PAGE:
On design blogs, where lights, lamps, chandeliers, and the like pop up with astonishing frequency, it’s not often that you come across something with a bulb or a diode that truly stops you in your tracks. These fixtures from FLOS, however, demand a good, close look–though it’s not necessarily the lights themselves that are so striking; it’s the way they’ve been photographed.
Through the lens of the masterful Carl Kleiner, FLOS’s myriad contemporary offerings transform into a series of stunning abstractions. Track lights become echoes of Mondrian. In some instances, you might not even be able to tell which part is the product.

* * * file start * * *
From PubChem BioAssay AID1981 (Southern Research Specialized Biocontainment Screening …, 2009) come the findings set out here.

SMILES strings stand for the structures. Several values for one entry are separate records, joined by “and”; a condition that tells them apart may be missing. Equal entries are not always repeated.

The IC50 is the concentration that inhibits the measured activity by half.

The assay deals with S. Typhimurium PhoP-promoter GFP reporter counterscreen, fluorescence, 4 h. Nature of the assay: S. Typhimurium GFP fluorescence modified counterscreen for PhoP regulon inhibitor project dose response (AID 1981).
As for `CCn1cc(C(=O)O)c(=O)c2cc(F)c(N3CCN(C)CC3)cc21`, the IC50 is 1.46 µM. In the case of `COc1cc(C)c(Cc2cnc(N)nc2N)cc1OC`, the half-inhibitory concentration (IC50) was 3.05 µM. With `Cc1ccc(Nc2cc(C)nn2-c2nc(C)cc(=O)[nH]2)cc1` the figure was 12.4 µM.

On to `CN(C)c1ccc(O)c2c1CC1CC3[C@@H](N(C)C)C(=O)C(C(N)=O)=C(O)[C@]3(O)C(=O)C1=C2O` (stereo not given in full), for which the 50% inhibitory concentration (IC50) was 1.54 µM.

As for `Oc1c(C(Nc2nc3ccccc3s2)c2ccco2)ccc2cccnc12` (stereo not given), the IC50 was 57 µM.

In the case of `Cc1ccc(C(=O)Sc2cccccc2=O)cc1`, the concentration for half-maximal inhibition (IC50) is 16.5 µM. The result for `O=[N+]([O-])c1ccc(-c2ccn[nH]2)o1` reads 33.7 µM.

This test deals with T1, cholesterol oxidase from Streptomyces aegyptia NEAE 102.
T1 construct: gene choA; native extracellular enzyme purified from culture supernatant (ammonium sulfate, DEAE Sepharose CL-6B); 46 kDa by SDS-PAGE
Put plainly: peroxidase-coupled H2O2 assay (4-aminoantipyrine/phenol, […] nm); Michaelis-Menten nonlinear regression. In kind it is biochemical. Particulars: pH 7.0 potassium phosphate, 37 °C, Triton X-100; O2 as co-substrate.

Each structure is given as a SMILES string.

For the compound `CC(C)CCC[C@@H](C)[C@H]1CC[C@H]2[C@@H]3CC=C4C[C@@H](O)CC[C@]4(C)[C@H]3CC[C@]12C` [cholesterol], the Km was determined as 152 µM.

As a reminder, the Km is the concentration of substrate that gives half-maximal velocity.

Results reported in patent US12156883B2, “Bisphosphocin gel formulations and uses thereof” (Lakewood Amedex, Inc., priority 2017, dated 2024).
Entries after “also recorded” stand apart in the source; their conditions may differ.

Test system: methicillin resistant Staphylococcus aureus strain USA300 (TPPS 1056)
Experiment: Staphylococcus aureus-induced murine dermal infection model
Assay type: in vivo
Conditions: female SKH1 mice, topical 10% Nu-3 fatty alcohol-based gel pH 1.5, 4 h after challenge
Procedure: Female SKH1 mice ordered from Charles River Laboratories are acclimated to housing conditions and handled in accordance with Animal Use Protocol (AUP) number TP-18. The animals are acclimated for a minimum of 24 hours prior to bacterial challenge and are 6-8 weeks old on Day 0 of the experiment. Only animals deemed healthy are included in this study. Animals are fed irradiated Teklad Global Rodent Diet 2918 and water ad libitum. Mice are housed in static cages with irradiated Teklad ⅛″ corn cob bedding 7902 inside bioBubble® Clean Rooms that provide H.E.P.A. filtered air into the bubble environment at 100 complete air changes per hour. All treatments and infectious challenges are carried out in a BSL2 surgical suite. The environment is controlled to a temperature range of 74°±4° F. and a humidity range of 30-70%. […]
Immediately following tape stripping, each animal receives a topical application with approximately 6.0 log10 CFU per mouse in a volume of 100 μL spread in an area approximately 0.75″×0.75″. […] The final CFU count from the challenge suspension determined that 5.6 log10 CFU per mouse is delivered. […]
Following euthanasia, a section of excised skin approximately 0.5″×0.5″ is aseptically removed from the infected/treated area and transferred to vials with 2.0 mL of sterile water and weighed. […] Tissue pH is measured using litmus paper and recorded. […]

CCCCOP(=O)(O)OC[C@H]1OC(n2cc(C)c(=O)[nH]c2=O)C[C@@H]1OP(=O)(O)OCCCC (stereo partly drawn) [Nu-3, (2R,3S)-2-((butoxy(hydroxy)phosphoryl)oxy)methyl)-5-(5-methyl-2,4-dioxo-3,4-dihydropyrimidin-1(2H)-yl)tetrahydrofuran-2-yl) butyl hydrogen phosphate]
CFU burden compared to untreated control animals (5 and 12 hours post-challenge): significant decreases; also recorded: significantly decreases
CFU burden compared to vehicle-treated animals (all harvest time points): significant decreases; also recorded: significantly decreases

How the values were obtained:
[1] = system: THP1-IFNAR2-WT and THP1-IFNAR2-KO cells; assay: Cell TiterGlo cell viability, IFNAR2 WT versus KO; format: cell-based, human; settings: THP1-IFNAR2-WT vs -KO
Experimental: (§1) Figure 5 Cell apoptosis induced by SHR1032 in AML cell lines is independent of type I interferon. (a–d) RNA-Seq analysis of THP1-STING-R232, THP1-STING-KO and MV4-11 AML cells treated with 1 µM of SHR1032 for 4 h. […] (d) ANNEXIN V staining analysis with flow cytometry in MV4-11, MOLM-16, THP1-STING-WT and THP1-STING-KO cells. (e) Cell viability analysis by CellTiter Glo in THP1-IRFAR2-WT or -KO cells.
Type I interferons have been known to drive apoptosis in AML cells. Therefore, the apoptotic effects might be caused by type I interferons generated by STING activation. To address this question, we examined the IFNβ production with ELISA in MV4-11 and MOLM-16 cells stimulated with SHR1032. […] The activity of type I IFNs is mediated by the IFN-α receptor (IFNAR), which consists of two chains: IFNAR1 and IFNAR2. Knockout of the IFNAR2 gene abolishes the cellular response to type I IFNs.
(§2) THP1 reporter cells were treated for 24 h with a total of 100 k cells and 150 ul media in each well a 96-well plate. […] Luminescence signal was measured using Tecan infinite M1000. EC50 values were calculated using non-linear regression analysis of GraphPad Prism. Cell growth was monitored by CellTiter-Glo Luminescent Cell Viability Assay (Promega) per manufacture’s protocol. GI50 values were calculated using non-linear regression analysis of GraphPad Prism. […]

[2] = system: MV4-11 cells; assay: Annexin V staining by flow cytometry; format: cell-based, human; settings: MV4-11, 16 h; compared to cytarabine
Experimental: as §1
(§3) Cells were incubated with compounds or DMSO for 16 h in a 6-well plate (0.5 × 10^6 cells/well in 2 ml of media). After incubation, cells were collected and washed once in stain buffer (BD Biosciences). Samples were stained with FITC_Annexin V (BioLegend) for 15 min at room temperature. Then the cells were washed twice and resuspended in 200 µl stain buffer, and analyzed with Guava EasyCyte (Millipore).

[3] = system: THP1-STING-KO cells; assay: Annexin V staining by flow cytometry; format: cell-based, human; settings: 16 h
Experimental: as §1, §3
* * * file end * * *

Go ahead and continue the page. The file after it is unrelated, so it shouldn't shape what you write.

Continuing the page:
And that’s in large part what’s so refreshing about the work. Instead of going the product-as-hero route, with the lights beaming triumphantly against a sparse white backdrop, or doing the typical catalog thing and putting them into some immaculately styled “real life” tableau, Kleiner pushes the lights into a more pure realm of shape, color, and pattern. It’s a little exhilarating, which is not something you’d think to say about product shots of sconces.
In one sense, you could say that the geometric shots bring out the different formal qualities of each product. But at the same time, it seems like there’s something a little bit subversive about the treatment, too–the way Kleiner makes the ostensible subject just another component of his exquisite compositions. Plus, if your living room ceiling actually looked that beautiful, you’d probably end up with a seriously sore neck.